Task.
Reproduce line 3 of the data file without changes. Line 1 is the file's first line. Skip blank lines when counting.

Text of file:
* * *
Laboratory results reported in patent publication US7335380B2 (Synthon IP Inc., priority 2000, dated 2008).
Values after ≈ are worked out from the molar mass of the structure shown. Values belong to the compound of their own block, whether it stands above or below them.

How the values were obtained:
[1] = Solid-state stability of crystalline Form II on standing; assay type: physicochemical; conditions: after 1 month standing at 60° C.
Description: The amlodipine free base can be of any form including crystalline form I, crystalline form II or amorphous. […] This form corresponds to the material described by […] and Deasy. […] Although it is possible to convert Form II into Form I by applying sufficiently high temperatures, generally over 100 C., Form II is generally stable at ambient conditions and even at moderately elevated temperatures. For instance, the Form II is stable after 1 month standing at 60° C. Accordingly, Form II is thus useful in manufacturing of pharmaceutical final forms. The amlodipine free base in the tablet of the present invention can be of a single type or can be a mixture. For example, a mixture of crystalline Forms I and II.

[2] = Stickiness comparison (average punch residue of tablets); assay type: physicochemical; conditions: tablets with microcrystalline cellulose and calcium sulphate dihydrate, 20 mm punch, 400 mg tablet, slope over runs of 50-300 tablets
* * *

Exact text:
How the values were obtained: